Thursday, 25 July 2013

Bangkok Diary - Part 2

Thai people are always so gentle and smiling. I don't remember any encounter with a person who talked to me with anger or irritation.

However, I did meet a crazy taxi driver. He had a picture of himself with his son on his dashbaord and a small golden Buddha statue. He drove like a maniac on the run. On the highway, he wove in and out of the traffic, overtaking from right and left, and when required passing on the emergency lane while I was holding on to the seat with a thumping heart and praying silently. In between he had long and vivacious telephone conversation so that he missed the turnings and then backed straight into the traffic, uncaring of braking cars all around. He whistled at all the women, made some easy-to-understand gestures to explain what he would like to do with them and when some of them looked back at him with disgust, he broke into loud laughter.

Every now and then, after such an encounter, he would turn back to look at me and wink. Dumb sod, driven by testostrone with his brain in his dick, I repeated to myself while smiling back at him. How do you deal with such macho types? They give me an inferiority complex even while I tell myself that such excessive machoness must be a sign of some deep sense of inadequacy.

"How long are you going to take? Should I wait for you?", he asked when we reached our destination, while I mopped my brows. No more taxi for me today, I told him, I will take the sky train for going back.

Another picture that remains in my mind is that of groups of men intent on their billiard tables in narrow market streets.

Temperatures were not so high but the humidity was bad and it brought back memories of Chenai, when it was still Madras. Fortunately all the meetings were in air-conditioned buildings and all the taxis were also air-conditioned. So the trick was to work during the day and go out only early morning or in evening, when cool breeze was so pleasant. Even local Bangkokites (BTW, how do you call Bangkok inhabitants? Bangkokies? Bangkokinese? Bangites?) shared this view since in the afternoon, every one seemed to prefer lazy siestas.

I loved the dresses of the Thai air-hostesses. They must be the best dressed airlines crew of the world. Their purples, magentas, and occasional yellows, blacks and grey coloured traditional dresses in silk make them seem like statues from some ancient temples. In fact, I think that if I have choose colours for Thailand, I would choose purple and magenta like in the lotus flowers in a temple below.

Bangkok is rich in temples and religious symbols. The Buddhist monks fascinate me with their orange robes and they didn't seem to mind when I stopped to click their pictures.

Thai people have a special relationship towards their King, that was so strange to me. It reminded me of the kind of faith people in an Indian village can have for religious figures like Ram or Hanuman, full of reverence and awe. Like this statue of the king, where one person came to me to ask me to pray before taking its picture.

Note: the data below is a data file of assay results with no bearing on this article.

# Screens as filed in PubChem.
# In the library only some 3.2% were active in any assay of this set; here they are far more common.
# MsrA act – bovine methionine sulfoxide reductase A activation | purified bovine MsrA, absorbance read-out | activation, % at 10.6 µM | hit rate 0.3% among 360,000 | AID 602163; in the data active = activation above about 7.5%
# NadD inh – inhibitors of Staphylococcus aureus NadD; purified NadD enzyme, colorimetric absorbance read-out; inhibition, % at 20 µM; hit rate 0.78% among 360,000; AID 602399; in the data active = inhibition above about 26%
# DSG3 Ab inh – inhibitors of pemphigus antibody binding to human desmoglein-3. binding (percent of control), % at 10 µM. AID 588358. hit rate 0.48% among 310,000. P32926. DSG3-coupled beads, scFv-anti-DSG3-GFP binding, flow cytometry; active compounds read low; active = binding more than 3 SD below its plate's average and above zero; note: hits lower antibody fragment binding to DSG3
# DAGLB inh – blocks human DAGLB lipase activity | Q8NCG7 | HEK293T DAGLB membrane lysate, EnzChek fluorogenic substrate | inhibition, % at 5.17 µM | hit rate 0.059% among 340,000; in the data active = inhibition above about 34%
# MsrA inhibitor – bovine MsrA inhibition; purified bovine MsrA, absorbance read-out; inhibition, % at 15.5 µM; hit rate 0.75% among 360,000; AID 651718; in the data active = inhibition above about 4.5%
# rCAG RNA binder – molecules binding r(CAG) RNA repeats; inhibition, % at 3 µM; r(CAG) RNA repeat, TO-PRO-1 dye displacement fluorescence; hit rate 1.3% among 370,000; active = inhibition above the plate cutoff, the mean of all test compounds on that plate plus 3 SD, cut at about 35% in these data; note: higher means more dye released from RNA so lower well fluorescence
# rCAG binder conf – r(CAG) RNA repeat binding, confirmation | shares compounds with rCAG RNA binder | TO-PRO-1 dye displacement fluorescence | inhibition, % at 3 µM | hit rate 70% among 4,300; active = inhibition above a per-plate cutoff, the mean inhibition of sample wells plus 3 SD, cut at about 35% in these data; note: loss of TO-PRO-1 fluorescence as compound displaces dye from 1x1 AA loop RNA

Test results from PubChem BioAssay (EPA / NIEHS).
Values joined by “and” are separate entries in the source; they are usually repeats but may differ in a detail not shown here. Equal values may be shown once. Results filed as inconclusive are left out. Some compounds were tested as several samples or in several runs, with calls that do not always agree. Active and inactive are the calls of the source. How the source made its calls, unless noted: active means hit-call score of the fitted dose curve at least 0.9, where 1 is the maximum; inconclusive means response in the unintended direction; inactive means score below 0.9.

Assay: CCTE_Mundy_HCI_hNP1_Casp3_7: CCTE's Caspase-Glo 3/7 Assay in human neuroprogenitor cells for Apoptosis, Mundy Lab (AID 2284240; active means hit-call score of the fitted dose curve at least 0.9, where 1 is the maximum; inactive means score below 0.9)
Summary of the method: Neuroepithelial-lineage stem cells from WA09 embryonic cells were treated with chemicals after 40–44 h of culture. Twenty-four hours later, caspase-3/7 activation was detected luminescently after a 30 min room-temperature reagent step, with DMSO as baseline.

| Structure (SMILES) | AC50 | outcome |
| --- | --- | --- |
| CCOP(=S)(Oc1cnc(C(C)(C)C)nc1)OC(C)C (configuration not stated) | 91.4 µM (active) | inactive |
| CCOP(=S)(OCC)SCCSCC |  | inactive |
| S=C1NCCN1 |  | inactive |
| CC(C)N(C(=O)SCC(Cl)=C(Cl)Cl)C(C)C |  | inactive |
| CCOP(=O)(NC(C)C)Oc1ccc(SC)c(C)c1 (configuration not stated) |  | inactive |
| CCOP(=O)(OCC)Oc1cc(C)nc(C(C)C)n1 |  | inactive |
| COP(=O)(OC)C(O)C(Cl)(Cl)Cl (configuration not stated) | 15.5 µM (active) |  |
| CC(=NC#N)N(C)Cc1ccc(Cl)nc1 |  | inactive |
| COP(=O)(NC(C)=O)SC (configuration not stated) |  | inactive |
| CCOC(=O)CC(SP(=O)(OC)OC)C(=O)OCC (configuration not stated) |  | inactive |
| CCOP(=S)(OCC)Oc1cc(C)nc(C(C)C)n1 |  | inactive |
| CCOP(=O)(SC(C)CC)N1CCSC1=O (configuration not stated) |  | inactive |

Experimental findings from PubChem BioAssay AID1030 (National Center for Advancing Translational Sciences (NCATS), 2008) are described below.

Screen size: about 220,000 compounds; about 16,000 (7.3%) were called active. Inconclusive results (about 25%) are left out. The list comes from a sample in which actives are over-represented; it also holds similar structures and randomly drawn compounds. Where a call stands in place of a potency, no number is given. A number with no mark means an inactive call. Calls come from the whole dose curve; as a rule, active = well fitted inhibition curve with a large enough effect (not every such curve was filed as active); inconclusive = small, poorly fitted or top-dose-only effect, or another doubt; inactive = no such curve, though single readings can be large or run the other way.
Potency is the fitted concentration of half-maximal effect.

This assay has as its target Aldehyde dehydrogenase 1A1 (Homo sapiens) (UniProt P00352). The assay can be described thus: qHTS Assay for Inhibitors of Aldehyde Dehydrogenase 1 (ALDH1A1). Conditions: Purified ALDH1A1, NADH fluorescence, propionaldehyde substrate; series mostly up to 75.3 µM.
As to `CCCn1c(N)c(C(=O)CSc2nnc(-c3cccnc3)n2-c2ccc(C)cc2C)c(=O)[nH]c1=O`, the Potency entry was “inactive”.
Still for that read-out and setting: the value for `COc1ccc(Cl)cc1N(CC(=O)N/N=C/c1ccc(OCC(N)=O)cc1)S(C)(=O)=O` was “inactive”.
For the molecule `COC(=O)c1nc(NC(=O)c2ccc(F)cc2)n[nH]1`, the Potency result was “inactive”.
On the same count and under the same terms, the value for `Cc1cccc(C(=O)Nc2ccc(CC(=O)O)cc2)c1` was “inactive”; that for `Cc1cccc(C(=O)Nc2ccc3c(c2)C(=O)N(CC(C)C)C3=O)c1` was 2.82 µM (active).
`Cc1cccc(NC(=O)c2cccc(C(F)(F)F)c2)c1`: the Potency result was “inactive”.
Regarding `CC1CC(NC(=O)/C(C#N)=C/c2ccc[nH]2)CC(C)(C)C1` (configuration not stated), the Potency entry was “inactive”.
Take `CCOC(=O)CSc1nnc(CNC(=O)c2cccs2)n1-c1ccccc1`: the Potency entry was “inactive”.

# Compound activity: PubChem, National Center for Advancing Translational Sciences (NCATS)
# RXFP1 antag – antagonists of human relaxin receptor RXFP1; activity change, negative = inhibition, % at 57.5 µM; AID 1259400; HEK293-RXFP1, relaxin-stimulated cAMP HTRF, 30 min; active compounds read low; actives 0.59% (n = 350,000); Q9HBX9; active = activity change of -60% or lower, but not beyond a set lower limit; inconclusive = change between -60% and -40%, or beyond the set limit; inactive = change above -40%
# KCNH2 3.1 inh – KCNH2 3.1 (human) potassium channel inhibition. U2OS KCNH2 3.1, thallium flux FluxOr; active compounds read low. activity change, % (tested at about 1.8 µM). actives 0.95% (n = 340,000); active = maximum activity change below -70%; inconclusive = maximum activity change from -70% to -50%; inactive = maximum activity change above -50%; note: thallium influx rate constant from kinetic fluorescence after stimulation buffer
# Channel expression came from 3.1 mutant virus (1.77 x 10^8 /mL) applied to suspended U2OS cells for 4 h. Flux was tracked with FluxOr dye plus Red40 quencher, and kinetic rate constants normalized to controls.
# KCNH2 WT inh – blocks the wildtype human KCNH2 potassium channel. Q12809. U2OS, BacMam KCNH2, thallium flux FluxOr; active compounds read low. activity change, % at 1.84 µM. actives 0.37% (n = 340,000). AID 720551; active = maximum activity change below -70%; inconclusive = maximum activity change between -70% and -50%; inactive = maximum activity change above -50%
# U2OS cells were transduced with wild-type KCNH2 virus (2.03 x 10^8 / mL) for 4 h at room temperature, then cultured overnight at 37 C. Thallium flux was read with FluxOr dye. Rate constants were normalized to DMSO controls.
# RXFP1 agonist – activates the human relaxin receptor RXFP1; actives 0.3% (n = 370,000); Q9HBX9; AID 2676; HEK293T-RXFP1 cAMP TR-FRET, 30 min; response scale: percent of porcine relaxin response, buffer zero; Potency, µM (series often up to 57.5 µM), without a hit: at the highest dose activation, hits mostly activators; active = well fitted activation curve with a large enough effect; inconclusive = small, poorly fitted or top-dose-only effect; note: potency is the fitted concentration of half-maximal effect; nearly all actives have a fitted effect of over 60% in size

Other statues, in spite of obvious differences in facial traits, provoke old memories like this statue in an old Buddist temple in Mahanak that made me think of "chalat musafir moh liya re pinjre wali muniya" from Teesri Kasam.

I was fascinated by the Buddha statues in different postures. At one level I find it a little strange that statues of Gautam Buddh who left his palace to become a bhikshuk and preached about non-attachment are almost always of gold. Though as a child I used to go often to the Buddh temple in Birla Mandir in Delhi, I knew about the basic story of Gautam Buddh and had even been to Lumbini, my knowledge about his teachings was relatively limited.

Bangkok visit stimulated me to buy and read Pankaj Mishra's book, An End to Suffering - The Buddha In The World (Picador India, 2004). If you have not read it and you are interested in Buddha and Buddhism, I recommend this book. It is an immensly readable mix of auto-biography, anecdotes and reflections about Gautam Buddha's life and teachings.

Along with Buddhism, Thailand also has signs of Hinduism. Brahmin priests are part of Kings religious ceremonies. Like the Garuda statue on royal buildings that carry the queen's name.

I was also struck by the statues in black stone of some kind of priests or gurus. Perhaps looking at all the gold coloured statues was responsible for this effect, but when I saw them against the backdrop of colourful frescoes, I thought that they looked striking.

The giant swing, Sao Ching Chaa, was used for some kind of ritualistic event in the past. However, many persons involved in the ritual who were supposed to swing on it lost their lives and the ritual was stopped in the last century. There has been some idea of restarting the ritual as part of the tourist attraction events. Now in the middle of a traffic island, it looks like an awkward giant left there from an alien ship.

This post was originally written in 2009

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